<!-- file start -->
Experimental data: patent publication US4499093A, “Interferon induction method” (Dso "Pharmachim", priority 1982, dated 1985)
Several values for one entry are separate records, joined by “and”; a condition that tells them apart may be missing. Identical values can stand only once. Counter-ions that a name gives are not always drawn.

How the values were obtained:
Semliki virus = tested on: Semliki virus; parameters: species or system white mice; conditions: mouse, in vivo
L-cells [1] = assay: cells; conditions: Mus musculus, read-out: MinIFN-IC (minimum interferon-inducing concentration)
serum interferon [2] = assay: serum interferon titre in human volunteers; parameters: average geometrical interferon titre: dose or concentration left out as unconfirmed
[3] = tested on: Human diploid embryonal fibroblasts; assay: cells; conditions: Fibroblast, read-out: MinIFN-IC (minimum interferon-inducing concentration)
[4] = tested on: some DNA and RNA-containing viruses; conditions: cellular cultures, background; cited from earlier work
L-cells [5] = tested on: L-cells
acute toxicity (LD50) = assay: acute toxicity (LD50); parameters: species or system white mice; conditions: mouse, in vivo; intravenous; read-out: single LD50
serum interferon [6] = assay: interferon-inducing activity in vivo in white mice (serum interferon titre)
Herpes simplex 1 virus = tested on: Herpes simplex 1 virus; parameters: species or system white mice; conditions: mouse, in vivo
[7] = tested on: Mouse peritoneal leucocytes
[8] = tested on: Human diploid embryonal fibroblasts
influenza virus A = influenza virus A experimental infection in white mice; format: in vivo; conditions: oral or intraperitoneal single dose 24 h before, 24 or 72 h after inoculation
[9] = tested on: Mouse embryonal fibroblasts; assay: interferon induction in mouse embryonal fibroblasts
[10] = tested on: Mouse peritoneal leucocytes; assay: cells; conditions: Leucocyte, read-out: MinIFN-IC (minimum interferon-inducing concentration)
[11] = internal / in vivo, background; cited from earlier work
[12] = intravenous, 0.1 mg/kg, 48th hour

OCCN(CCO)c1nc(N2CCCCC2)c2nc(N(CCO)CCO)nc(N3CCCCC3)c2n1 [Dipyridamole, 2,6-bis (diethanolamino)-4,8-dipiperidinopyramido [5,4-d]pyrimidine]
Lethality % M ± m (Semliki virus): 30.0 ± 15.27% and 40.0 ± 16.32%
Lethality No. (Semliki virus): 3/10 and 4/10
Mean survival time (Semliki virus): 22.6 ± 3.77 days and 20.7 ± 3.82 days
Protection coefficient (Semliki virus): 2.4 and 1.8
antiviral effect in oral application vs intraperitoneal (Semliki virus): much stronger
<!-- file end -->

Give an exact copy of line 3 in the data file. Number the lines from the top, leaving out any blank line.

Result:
How the values were obtained: